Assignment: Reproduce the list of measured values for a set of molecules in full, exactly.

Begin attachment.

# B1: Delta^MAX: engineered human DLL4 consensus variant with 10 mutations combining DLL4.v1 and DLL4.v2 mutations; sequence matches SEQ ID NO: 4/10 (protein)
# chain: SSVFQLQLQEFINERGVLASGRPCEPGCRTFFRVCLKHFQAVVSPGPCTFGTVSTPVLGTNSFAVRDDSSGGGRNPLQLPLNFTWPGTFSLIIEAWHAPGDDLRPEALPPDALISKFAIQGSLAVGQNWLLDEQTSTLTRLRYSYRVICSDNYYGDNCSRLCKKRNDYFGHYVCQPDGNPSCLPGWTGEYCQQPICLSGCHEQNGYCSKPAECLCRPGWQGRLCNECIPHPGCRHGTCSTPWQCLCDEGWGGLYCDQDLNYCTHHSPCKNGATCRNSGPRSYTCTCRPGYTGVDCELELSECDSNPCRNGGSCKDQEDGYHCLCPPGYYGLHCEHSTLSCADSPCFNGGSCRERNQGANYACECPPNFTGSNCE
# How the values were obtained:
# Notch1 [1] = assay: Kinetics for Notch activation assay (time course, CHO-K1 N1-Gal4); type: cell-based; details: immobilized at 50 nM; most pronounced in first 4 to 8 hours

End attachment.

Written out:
# B1: Delta^MAX: engineered human DLL4 consensus variant with 10 mutations combining DLL4.v1 and DLL4.v2 mutations; sequence matches SEQ ID NO: 4/10 (protein)
# chain: SSVFQLQLQEFINERGVLASGRPCEPGCRTFFRVCLKHFQAVVSPGPCTFGTVSTPVLGTNSFAVRDDSSGGGRNPLQLPLNFTWPGTFSLIIEAWHAPGDDLRPEALPPDALISKFAIQGSLAVGQNWLLDEQTSTLTRLRYSYRVICSDNYYGDNCSRLCKKRNDYFGHYVCQPDGNPSCLPGWTGEYCQQPICLSGCHEQNGYCSKPAECLCRPGWQGRLCNECIPHPGCRHGTCSTPWQCLCDEGWGGLYCDQDLNYCTHHSPCKNGATCRNSGPRSYTCTCRPGYTGVDCELELSECDSNPCRNGGSCKDQEDGYHCLCPPGYYGLHCEHSTLSCADSPCFNGGSCRERNQGANYACECPPNFTGSNCE
# How the values were obtained:
# Notch1 [1] = assay: Kinetics for Notch activation assay (time course, CHO-K1 N1-Gal4); type: cell-based; details: immobilized at 50 nM; most pronounced in first 4 to 8 hours